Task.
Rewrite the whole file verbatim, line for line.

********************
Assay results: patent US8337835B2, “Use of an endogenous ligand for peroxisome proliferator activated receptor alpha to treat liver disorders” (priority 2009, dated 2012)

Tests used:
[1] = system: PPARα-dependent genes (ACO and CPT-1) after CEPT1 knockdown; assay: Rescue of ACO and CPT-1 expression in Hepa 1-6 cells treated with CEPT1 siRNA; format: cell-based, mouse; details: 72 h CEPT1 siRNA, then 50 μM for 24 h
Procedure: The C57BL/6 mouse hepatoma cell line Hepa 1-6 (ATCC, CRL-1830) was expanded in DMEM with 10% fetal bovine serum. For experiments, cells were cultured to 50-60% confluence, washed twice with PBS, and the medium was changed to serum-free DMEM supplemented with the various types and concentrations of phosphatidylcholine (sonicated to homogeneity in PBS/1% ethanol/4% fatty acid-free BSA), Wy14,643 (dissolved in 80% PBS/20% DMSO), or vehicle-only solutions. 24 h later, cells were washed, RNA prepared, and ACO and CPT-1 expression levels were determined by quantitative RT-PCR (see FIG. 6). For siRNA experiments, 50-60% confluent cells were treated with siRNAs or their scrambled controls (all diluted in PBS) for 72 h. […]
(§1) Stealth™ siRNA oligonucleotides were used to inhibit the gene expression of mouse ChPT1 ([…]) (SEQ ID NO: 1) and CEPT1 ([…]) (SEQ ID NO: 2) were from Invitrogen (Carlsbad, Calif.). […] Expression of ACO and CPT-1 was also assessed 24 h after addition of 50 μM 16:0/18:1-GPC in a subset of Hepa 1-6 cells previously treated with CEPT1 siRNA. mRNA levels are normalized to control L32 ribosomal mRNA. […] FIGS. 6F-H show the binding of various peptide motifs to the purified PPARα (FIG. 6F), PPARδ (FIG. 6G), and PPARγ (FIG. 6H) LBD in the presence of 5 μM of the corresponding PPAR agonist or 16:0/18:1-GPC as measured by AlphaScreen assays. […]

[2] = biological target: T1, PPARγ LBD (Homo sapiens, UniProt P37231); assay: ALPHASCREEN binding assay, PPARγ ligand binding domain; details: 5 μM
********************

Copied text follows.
Assay results: patent US8337835B2, “Use of an endogenous ligand for peroxisome proliferator activated receptor alpha to treat liver disorders” (priority 2009, dated 2012)

Tests used:
[1] = system: PPARα-dependent genes (ACO and CPT-1) after CEPT1 knockdown; assay: Rescue of ACO and CPT-1 expression in Hepa 1-6 cells treated with CEPT1 siRNA; format: cell-based, mouse; details: 72 h CEPT1 siRNA, then 50 μM for 24 h
Procedure: The C57BL/6 mouse hepatoma cell line Hepa 1-6 (ATCC, CRL-1830) was expanded in DMEM with 10% fetal bovine serum. For experiments, cells were cultured to 50-60% confluence, washed twice with PBS, and the medium was changed to serum-free DMEM supplemented with the various types and concentrations of phosphatidylcholine (sonicated to homogeneity in PBS/1% ethanol/4% fatty acid-free BSA), Wy14,643 (dissolved in 80% PBS/20% DMSO), or vehicle-only solutions. 24 h later, cells were washed, RNA prepared, and ACO and CPT-1 expression levels were determined by quantitative RT-PCR (see FIG. 6). For siRNA experiments, 50-60% confluent cells were treated with siRNAs or their scrambled controls (all diluted in PBS) for 72 h. […]
(§1) Stealth™ siRNA oligonucleotides were used to inhibit the gene expression of mouse ChPT1 ([…]) (SEQ ID NO: 1) and CEPT1 ([…]) (SEQ ID NO: 2) were from Invitrogen (Carlsbad, Calif.). […] Expression of ACO and CPT-1 was also assessed 24 h after addition of 50 μM 16:0/18:1-GPC in a subset of Hepa 1-6 cells previously treated with CEPT1 siRNA. mRNA levels are normalized to control L32 ribosomal mRNA. […] FIGS. 6F-H show the binding of various peptide motifs to the purified PPARα (FIG. 6F), PPARδ (FIG. 6G), and PPARγ (FIG. 6H) LBD in the presence of 5 μM of the corresponding PPAR agonist or 16:0/18:1-GPC as measured by AlphaScreen assays. […]

[2] = biological target: T1, PPARγ LBD (Homo sapiens, UniProt P37231); assay: ALPHASCREEN binding assay, PPARγ ligand binding domain; details: 5 μM